The smallest microsatellite of its kind at the lowest cost with the lowest power consumption... Miniature electronic circuits that assemble themselves with the help of DNA... Giant towers using the conditions in the desert to produce energy and desalinated water... Implanted biological systems to monitor disease and provide medication in exact dosage... Cancer fighting virus... "Virtual supercomputers" - These are a few of the cutting-edge projects being investigated at the Technion - Israel Institute of Technology.
Established before the state, the Technion, Israel's oldest university, will celebrate its 75th anniversary in 1999. For more than seven decades, its researchers and its more than 45,000 graduates have been at the forefront of Israel's technological advance. Israel's primary source of trained engineers and scientists and its most comprehensive academic center for science, technology, and applied research, the Technion is one of the few such institutions with a medical school.
"The Technion led Israel's high-tech revolution with its dramatic growth to over 11,500 students studying technology, science, medicine, architecture and urban planning," notes past Technion President Professor Zehev Tadmor. "Technion graduates comprise some 74 percent of the managing directors of Israel's electronics industries; and nearly two-thirds of Israel's industrial exports - in electronics and chemicals - can be traced to the Technion and its graduates."
Inside Technion laboratories, work is under way on numerous projects to help shape the future. Israel's Gurwin II TechSat, a 48 kg (106 lb.) microsatellite recently launched on a Russian satellite, was developed at the Technion and built in conjunction with twelve of Israel's leading high-tech industries. Measuring 45 cm (18 in.) on each side, the cube-shaped satellite is the smallest and least expensive of its kind, with the lowest power consumption for its size.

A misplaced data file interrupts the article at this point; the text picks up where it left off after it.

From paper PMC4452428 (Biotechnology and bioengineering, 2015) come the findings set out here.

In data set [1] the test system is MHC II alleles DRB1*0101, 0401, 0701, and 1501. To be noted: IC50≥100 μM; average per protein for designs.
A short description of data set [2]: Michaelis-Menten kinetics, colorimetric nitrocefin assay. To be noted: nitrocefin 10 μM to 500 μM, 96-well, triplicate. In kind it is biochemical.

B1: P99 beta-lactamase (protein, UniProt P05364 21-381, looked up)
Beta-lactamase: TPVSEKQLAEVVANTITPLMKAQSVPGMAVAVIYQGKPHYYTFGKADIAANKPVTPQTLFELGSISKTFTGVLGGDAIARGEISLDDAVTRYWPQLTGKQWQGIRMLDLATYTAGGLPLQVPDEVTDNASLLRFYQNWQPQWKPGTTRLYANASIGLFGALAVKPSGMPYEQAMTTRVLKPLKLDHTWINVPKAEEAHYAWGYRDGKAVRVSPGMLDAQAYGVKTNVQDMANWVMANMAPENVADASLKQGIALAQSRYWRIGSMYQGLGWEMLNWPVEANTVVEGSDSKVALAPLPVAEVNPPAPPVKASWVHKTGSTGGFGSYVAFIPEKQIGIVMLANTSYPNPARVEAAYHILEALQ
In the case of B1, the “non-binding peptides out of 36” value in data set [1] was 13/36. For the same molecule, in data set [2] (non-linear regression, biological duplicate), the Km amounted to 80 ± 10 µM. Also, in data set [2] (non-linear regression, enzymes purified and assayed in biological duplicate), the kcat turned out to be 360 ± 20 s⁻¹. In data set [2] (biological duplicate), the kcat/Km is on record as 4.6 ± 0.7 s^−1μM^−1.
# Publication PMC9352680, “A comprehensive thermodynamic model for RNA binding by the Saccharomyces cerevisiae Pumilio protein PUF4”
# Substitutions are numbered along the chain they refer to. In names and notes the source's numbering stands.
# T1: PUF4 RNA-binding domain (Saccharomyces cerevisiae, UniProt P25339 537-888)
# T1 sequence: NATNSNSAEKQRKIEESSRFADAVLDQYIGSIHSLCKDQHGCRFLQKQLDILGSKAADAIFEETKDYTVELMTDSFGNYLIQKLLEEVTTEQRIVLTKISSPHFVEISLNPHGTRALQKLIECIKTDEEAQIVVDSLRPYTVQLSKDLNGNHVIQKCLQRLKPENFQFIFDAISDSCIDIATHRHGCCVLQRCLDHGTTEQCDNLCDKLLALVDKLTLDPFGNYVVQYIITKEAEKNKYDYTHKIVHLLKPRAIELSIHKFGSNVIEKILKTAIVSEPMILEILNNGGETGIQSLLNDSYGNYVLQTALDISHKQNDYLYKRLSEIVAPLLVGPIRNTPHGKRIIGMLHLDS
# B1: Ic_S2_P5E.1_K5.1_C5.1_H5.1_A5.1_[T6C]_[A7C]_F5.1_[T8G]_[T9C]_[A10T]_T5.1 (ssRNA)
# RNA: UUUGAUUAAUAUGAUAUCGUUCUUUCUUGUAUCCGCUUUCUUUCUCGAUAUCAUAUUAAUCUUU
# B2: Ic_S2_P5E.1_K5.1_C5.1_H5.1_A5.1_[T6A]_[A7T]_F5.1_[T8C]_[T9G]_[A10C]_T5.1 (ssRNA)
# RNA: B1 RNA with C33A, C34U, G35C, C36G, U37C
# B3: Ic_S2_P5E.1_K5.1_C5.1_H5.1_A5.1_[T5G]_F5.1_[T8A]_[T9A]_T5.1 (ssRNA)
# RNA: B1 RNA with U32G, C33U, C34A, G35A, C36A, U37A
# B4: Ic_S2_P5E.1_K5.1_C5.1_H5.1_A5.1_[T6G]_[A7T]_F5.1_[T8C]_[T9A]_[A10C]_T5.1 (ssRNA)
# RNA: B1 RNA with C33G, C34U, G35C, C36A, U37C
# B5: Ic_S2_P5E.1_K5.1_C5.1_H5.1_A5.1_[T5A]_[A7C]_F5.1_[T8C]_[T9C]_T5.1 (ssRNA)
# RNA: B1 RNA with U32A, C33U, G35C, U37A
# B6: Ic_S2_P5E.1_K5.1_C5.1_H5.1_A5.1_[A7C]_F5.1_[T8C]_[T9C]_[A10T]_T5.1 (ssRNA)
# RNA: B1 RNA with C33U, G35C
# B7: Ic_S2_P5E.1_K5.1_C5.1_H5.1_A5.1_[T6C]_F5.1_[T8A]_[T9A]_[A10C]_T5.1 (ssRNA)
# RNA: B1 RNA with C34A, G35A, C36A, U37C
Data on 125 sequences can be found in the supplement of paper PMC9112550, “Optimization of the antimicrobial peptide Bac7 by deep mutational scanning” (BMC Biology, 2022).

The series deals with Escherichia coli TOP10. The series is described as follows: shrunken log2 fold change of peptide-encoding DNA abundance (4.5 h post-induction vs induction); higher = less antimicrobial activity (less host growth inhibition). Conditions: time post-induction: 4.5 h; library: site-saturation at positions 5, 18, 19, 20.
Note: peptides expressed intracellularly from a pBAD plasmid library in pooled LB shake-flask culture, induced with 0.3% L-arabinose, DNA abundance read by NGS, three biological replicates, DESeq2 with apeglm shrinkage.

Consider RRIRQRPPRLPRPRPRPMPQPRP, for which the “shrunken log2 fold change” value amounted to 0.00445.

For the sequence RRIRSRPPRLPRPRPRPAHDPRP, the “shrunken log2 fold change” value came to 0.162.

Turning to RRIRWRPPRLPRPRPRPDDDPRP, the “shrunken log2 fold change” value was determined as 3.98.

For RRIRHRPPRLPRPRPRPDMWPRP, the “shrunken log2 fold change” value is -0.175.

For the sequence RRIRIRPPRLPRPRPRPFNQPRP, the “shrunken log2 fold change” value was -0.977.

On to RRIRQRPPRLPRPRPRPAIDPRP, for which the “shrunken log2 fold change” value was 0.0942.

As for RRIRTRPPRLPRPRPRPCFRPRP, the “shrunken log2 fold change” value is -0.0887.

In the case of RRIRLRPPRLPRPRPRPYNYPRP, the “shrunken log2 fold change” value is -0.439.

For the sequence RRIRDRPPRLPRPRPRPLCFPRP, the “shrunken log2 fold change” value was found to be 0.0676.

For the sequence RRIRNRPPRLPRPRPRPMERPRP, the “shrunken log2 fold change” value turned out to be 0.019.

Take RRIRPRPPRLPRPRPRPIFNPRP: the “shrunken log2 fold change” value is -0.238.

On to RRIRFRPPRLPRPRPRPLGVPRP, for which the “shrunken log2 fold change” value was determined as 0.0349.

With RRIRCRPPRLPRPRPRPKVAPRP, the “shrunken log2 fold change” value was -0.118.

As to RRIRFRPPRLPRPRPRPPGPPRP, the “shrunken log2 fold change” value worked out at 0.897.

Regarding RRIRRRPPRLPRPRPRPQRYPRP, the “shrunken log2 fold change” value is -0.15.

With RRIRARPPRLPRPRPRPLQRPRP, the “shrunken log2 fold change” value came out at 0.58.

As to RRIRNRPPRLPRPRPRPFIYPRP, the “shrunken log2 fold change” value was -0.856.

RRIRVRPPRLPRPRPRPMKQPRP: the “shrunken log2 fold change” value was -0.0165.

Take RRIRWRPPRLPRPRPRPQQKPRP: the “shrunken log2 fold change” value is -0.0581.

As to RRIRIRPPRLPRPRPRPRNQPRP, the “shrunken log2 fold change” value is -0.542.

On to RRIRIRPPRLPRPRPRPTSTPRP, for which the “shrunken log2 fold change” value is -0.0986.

The wide range of sponsored industry research projects conducted at the Technion are mostly interdisciplinary, drawing on the resources of several faculties to achieve innovative perspectives and results. The projects are coordinated through the Technion Research & Development Foundation Ltd. (TRDF), a limited liability company wholly owned by the Technion and charged with harnessing Technion expertise for business, industry, and public and private organizations. As a result of its outstanding capabilities, TRDF conducts research for leading companies in the United States, Europe, Asia and South America.
In recent years, the Technion's activities have expanded to establishing and nurturing new companies. A subsidiary, Technion Entrepreneurial Incubator Company Ltd. (TEIC), Israel's first and largest entrepreneurial incubator, which originally opened to serve immigrants from the former Soviet Union, helps establish high-tech enterprises and provides entrepreneurs with facilities for the development of inventions.
Today, several dozen Technion subsidiary start-up companies develop, manufacture, and market select products based on Technion-developed technologies. And the Technion is setting the stage for tomorrow. "The exploration of new cutting-edge fields in science and technology, along with training engineers in computers, electronics and other high-tech fields, will provide a foundation for new industries in Israel," explains Tadmor. "No less important, these activities will enable Israel to maintain its position at the frontier of science and technology."